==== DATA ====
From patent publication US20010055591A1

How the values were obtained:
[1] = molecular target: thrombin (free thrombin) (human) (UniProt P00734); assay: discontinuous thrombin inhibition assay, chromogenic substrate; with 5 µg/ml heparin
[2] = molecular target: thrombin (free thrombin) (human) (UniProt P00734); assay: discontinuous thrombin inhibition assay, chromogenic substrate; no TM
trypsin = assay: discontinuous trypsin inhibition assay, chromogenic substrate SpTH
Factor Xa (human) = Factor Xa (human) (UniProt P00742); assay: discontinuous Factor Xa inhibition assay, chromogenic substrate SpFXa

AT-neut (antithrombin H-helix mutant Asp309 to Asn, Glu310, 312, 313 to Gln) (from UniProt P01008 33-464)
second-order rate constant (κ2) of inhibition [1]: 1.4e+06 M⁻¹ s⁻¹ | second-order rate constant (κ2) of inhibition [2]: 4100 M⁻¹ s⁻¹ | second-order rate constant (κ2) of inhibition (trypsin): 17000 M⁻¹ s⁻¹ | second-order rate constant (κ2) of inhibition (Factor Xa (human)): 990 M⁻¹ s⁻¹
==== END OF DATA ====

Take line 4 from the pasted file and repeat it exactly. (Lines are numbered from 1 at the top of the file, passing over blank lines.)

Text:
[2] = molecular target: thrombin (free thrombin) (human) (UniProt P00734); assay: discontinuous thrombin inhibition assay, chromogenic substrate; no TM